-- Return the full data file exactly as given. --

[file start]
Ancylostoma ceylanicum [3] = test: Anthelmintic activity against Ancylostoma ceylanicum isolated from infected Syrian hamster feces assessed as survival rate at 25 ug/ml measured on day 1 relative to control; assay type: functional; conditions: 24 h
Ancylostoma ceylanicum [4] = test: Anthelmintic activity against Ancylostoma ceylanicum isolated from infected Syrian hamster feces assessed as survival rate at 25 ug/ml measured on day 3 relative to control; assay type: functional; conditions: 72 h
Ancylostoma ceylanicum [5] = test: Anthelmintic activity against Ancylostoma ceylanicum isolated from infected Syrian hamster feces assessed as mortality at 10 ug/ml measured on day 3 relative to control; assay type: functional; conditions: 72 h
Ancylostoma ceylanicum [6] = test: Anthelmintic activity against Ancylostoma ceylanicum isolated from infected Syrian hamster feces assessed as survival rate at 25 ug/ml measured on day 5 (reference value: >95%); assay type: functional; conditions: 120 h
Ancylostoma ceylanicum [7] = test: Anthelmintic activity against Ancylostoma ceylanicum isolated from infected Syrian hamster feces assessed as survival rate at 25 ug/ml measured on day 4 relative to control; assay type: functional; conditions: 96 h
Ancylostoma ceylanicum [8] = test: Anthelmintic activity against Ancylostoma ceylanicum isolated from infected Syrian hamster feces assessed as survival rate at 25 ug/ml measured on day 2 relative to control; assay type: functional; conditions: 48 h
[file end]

Ancylostoma ceylanicum [3] = test: Anthelmintic activity against Ancylostoma ceylanicum isolated from infected Syrian hamster feces assessed as survival rate at 25 ug/ml measured on day 1 relative to control; assay type: functional; conditions: 24 h
Ancylostoma ceylanicum [4] = test: Anthelmintic activity against Ancylostoma ceylanicum isolated from infected Syrian hamster feces assessed as survival rate at 25 ug/ml measured on day 3 relative to control; assay type: functional; conditions: 72 h
Ancylostoma ceylanicum [5] = test: Anthelmintic activity against Ancylostoma ceylanicum isolated from infected Syrian hamster feces assessed as mortality at 10 ug/ml measured on day 3 relative to control; assay type: functional; conditions: 72 h
Ancylostoma ceylanicum [6] = test: Anthelmintic activity against Ancylostoma ceylanicum isolated from infected Syrian hamster feces assessed as survival rate at 25 ug/ml measured on day 5 (reference value: >95%); assay type: functional; conditions: 120 h
Ancylostoma ceylanicum [7] = test: Anthelmintic activity against Ancylostoma ceylanicum isolated from infected Syrian hamster feces assessed as survival rate at 25 ug/ml measured on day 4 relative to control; assay type: functional; conditions: 96 h
Ancylostoma ceylanicum [8] = test: Anthelmintic activity against Ancylostoma ceylanicum isolated from infected Syrian hamster feces assessed as survival rate at 25 ug/ml measured on day 2 relative to control; assay type: functional; conditions: 48 h